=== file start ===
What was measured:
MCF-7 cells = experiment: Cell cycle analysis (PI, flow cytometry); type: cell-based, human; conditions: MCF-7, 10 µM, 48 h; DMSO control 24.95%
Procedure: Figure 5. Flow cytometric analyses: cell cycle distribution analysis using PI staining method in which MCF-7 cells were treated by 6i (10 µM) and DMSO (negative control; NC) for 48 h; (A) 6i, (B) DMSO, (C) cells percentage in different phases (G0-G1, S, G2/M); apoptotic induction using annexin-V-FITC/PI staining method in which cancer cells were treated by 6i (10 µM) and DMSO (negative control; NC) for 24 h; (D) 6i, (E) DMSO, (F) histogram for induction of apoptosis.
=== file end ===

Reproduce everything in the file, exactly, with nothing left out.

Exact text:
What was measured:
MCF-7 cells = experiment: Cell cycle analysis (PI, flow cytometry); type: cell-based, human; conditions: MCF-7, 10 µM, 48 h; DMSO control 24.95%
Procedure: Figure 5. Flow cytometric analyses: cell cycle distribution analysis using PI staining method in which MCF-7 cells were treated by 6i (10 µM) and DMSO (negative control; NC) for 48 h; (A) 6i, (B) DMSO, (C) cells percentage in different phases (G0-G1, S, G2/M); apoptotic induction using annexin-V-FITC/PI staining method in which cancer cells were treated by 6i (10 µM) and DMSO (negative control; NC) for 24 h; (D) 6i, (E) DMSO, (F) histogram for induction of apoptosis.